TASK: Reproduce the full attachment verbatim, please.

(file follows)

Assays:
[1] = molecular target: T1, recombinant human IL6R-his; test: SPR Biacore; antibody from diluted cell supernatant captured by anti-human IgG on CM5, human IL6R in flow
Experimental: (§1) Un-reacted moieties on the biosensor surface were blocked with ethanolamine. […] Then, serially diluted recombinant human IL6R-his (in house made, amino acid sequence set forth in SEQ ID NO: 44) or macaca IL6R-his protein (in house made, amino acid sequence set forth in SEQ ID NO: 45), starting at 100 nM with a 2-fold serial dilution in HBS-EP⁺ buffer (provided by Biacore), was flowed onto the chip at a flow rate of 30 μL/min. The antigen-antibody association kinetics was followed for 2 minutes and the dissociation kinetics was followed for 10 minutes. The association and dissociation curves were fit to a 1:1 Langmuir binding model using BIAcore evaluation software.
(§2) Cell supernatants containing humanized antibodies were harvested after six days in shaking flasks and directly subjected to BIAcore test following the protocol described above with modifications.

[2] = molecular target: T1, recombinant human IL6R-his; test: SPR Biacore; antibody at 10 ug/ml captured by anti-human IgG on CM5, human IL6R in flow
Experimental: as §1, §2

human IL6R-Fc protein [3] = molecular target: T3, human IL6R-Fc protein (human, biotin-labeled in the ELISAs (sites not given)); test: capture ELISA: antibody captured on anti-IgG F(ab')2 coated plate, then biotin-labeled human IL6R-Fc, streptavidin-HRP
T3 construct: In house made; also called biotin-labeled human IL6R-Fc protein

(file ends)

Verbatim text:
Assays:
[1] = molecular target: T1, recombinant human IL6R-his; test: SPR Biacore; antibody from diluted cell supernatant captured by anti-human IgG on CM5, human IL6R in flow
Experimental: (§1) Un-reacted moieties on the biosensor surface were blocked with ethanolamine. […] Then, serially diluted recombinant human IL6R-his (in house made, amino acid sequence set forth in SEQ ID NO: 44) or macaca IL6R-his protein (in house made, amino acid sequence set forth in SEQ ID NO: 45), starting at 100 nM with a 2-fold serial dilution in HBS-EP⁺ buffer (provided by Biacore), was flowed onto the chip at a flow rate of 30 μL/min. The antigen-antibody association kinetics was followed for 2 minutes and the dissociation kinetics was followed for 10 minutes. The association and dissociation curves were fit to a 1:1 Langmuir binding model using BIAcore evaluation software.
(§2) Cell supernatants containing humanized antibodies were harvested after six days in shaking flasks and directly subjected to BIAcore test following the protocol described above with modifications.

[2] = molecular target: T1, recombinant human IL6R-his; test: SPR Biacore; antibody at 10 ug/ml captured by anti-human IgG on CM5, human IL6R in flow
Experimental: as §1, §2

human IL6R-Fc protein [3] = molecular target: T3, human IL6R-Fc protein (human, biotin-labeled in the ELISAs (sites not given)); test: capture ELISA: antibody captured on anti-IgG F(ab')2 coated plate, then biotin-labeled human IL6R-Fc, streptavidin-HRP
T3 construct: In house made; also called biotin-labeled human IL6R-Fc protein